Pracken's Paint Shop Pro Tutorials

Christmas 2006:
Stained Glass Church

This is the first in my Christmas 2006 tutorial series. With this tut, you'll work with my outline to make a pretty stained glass ornament.

For this tutorial, you will need the following:

Paint Shop Pro.This tutorial was written for versions 10 (PSP X), and 9. If you have earlier versions, you should still be able to complete the tutorial by making some minor adjustments. You may download the latest PSP version demo here.

Blade Pro (or Super Blade Pro) and the leading preset that comes with it. You can download a demo of the program here. [Note: You can still do this tutorial without Blade Pro].

My canvas with the outline.

My glass fill patterns.

You may download all of my materials here.

Step 1. Open up the churchcanvas you downloaded. There are two layers - a background and the outline layer.

Step 2. First, you'll do the leading bit of the stained glass. Select and float your image (Selections>select all. Selections>float). You'll see the marquee ("marching ants") around the black areas of your image.

Add a new layer. Flood fill with white. Keep selected.

Select your Blade Pro (or Super Blade Pro) preset (Effects>Plugins>Flaming Pear>Blade Pro), and navigate to the "leading" preset that comes with Blade Pro. Click "Ok." [Note: If you don't have Blade Pro, you could floodfill the selection with a dark grey and then apply an inner bevel].

Turn off the black outline layer, as you'll no longer need it.

Step 3. Choose your magic wand and select the snow areas of your image. Expand the selection by 1 (selections>modify>expand).

Add a new layer and place it underneath the leaded outline layer (Note: for each step below when you add a new layer, it will always go underneath the leaded layer).

Open up the "churchglass1" pattern you downloaded. Set your foreground fill style to texture.

Click on your fill box and choose these settings.

Now flood fill the snow area.

Step 4. Now you will just continue the rest of your pattern the same way as you did in Step 4. Again, here are the steps.

  • Choose your selection tool and select the area you want to fill.
  • Expand the selection by 1.
  • Add a new layer and place it underneath the leaded layer.
  • Open up the fill pattern and flood fill the area.

Here are the areas and the corresponding fills I used:

  • Path - churchglass2
  • Trees - churchglass3
  • Church - churchglass4
  • Windows - churchglass5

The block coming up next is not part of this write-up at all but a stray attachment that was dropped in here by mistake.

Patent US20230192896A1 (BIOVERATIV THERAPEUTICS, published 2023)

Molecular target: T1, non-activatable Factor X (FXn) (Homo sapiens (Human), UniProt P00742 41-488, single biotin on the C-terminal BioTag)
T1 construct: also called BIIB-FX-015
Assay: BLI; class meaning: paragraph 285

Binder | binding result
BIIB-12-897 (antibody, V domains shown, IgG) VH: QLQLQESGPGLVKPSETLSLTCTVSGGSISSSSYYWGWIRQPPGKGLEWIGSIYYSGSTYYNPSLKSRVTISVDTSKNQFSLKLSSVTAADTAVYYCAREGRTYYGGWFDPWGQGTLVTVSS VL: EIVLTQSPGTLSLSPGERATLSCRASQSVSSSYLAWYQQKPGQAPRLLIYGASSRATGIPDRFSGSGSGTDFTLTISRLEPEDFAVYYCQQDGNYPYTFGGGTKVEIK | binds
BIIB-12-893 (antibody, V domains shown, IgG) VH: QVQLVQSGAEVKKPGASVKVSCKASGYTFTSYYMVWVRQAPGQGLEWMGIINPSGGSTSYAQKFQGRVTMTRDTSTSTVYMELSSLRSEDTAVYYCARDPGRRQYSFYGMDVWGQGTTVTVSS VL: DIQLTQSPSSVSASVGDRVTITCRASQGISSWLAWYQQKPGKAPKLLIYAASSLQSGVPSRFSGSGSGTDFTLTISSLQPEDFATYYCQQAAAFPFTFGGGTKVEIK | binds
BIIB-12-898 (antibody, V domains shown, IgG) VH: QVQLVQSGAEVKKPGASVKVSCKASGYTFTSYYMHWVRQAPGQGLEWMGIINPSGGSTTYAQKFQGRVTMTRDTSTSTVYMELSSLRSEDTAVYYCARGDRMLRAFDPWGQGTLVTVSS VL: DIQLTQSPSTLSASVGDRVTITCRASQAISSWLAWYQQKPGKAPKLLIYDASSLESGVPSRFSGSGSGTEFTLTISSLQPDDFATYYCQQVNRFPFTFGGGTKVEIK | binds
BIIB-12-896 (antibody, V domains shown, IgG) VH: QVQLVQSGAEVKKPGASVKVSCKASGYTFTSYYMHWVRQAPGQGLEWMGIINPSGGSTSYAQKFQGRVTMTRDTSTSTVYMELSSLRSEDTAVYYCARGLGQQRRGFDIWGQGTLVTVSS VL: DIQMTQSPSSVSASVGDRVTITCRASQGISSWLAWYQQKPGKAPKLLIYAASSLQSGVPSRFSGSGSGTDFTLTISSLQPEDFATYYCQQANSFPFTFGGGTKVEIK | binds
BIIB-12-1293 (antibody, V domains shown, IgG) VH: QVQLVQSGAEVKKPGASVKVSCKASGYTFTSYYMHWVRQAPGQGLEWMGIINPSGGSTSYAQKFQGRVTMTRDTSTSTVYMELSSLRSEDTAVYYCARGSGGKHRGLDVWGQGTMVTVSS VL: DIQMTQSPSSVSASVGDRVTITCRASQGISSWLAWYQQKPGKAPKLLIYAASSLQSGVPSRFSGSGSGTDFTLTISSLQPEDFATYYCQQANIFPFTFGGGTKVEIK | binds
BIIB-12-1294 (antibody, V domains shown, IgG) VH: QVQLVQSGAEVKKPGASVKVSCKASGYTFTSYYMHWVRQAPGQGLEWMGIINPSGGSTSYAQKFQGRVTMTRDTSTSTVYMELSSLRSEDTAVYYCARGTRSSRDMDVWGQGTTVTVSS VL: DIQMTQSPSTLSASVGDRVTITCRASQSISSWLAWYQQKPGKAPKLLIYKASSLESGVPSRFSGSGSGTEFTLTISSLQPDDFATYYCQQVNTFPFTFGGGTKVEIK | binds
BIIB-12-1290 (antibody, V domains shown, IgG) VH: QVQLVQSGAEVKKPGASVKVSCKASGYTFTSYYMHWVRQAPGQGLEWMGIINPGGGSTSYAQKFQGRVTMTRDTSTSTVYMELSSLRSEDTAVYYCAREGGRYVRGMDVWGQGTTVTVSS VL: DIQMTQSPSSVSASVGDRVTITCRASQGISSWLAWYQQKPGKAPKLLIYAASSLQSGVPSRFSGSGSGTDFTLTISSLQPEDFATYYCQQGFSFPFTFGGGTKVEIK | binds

• Church Roof, Steeple - churchglass6
  • Moon - churchglass5
  • Sky - churchglass 7

Step 5. When your image looks the way you want it, turn the background layer off and merge visible layers (layers>merge visible).

Step 6. You could leave it this way if you wish, but I decided to make mine a hanging ornament. To do that, choose your selection tool>circle (feather 0, antialias checked).

Draw a small selection at the top of your circle. Then hit the delete key to make a little hole.

Step 7. Add a new layer. Set your foreground color to white, background to null. Choose your preset shapes tool>circle. Set width to 2 and antialias is checked. Draw a small circle at the top of your circle.

Apply Blade Pro leading preset.

Now erase the bits that overlap on the front, so it looks as though the hanger is going through the hole at the top.

I also added a wee bit of ribbon. To do that, set your foreground fill to a gradient of your choice (set angle to 180, repeats to 0). Choose your pen tool>draw freehand (width about 3). Add a new layer and draw a little ribbon.

Step 8. When you're satisfied with your image, delete the background and black outline layers. Merge visible layers. Save as Psp file.

And you're all done! Please let me know if you experienced any problems with this tut, and of course, as always, I'd love to see your results.

:Terms Of Use:    :Tutorials Main Page:    :Homepage:     :Email Me:

Screenshots of programs used in this tutorial are copyrighted to their respective authors.
This tutorial was created on September 15, 2006.
All content, graphics, and tutorials on this site are
ŠPracken, 2003-2012